- The Washington Times - Thursday, January 15, 2015

Staff at the VA’s Cleveland medical center destroyed records into the death of a patient to avoid unwanted publicity, then punished a whistleblower and put her under surveillance after she revealed lapses in the patient’s care, the woman charged in a recent complaint.

Patricia Leligdon said superiors began retaliating against her in 2010 after she reported that VA medical staff could have done more to prevent the death of a veteran who died after an “altercation” with another veteran at a VA outpatient mental health clinic, according to a federal whistleblower lawsuit she recently filed against the Department of Veterans Affairs.

The accusations come as the VA tries to assure its own employees and Congress that whistleblowers won’t be retaliated against for reporting on patient safety and management problems.

The VA’s previous secretary, Eric K. Shinseki, was ousted last year after a scandal into the falsification of wait time data, which surfaced because of complaints from whistleblowers.

Ms. Leligdon, whose attorney could not be immediately reached for comment, says in her complaint that the retaliation occurred before and after the VA’s change in leadership. And the complaint says she wasn’t the only employee at the VA’s Cleveland Medical Center subject to retaliation for voicing concerns about the workplace, according to the complaint.



“This cultural attribute is part of a broader culture of suppressing criticism by engaging in reprisals against those who engage in criticism or otherwise associated with such critics,” the complaint states.

VA officials declined to comment on the accusations or the extent to which the agency utilizes surveillance to monitor its own employees in and out of the workplace.

“The case is being handled by the US Attorney’s office and is ongoing so I am unable to comment,” VA spokeswoman Ashley Trimble wrote in an email.

Ms. Leligdon, who supervised a staff of about a dozen social workers, said she was told not to go public with her belief that the VA could have done more for the patient in 2010, according to her complaint.

She also said that during a February 2011 VA ethics panel meeting, which she attended through a conference call, an unnamed caller referred to information that another employee was going to disclose through social media sites that “would have destroyed” the Cleveland VA medical center’s reputation.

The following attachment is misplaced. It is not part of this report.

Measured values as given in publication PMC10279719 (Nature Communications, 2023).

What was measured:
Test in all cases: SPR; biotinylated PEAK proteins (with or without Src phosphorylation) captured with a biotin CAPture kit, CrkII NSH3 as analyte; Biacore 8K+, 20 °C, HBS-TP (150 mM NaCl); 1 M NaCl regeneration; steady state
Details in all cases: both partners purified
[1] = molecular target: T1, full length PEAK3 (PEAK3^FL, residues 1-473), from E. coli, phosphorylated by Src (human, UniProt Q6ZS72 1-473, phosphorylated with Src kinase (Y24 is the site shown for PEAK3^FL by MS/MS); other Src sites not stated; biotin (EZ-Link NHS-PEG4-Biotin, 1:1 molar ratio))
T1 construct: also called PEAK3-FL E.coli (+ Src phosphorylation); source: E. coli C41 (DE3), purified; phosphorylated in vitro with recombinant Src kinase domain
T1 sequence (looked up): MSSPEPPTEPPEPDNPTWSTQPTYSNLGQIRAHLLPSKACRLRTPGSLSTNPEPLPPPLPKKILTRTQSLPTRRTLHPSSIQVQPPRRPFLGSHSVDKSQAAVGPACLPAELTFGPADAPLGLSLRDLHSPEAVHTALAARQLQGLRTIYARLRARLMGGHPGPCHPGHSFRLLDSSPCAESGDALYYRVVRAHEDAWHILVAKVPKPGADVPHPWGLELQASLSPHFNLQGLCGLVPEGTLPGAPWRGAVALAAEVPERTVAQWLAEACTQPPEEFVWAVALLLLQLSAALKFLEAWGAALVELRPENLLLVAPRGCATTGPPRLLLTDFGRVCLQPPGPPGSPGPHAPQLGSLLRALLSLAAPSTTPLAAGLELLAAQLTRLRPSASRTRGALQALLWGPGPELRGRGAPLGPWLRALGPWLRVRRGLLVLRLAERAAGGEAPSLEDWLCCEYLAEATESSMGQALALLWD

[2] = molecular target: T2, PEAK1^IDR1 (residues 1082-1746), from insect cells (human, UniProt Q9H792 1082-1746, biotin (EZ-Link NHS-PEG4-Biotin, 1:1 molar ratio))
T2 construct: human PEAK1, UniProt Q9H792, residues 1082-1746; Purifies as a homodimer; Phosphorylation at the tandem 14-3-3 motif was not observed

According to Ms. Leligdon, the caller said a VA privacy official destroyed the evidence the other person would have disclosed, and the privacy official later issued a memo cautioning employees about a prohibition against sharing information about “personal activities occurring within the medical center” on social media.

The name of the veteran who died is not disclosed in the complaint, but the lawsuit says Ms. Leligdon and other VA personnel received subpoenas to testify in a hearing that never took place because the case was settled.

She said she was passed over for promotions, blackballed by staff and subject to increasing surveillance, and she sent letters to Mr. Shinseki, Attorney General Eric H. Holder Jr. and Ohio Attorney General Mike DeWine about the “coverup of unlawful activity,” evidence destruction and the ongoing surveillance.

In March 2014 the VA medical center “stepped up its attacks” by issuing one disciplinary action after another and “escalating its unlawful surveillance” of Ms. Leligdon, she said in her complaint.

She said the retaliation continued even after the ouster of Mr. Shinseki and a June 13 memo by then-Acting VA Secretary Sloan Gibson hailing the VA’s “unwavering” commitment to employee protections under the federal whistleblower statute.

Earlier this month, Rep. Jeff Miller, Florida Republican and chairman of the House Committee on Veterans’ Affairs, told new VA Secretary Robert McDonald that his committee was investigating the agency’s treatment of whistleblowers.

He also called on the agency to turn over disciplinary records in the case of a VA credentialing official in Puerto Rico who says he was suspended after notifying the VA about the late-night drug arrest of a high-ranking official, who was ultimately cleared of the charges.

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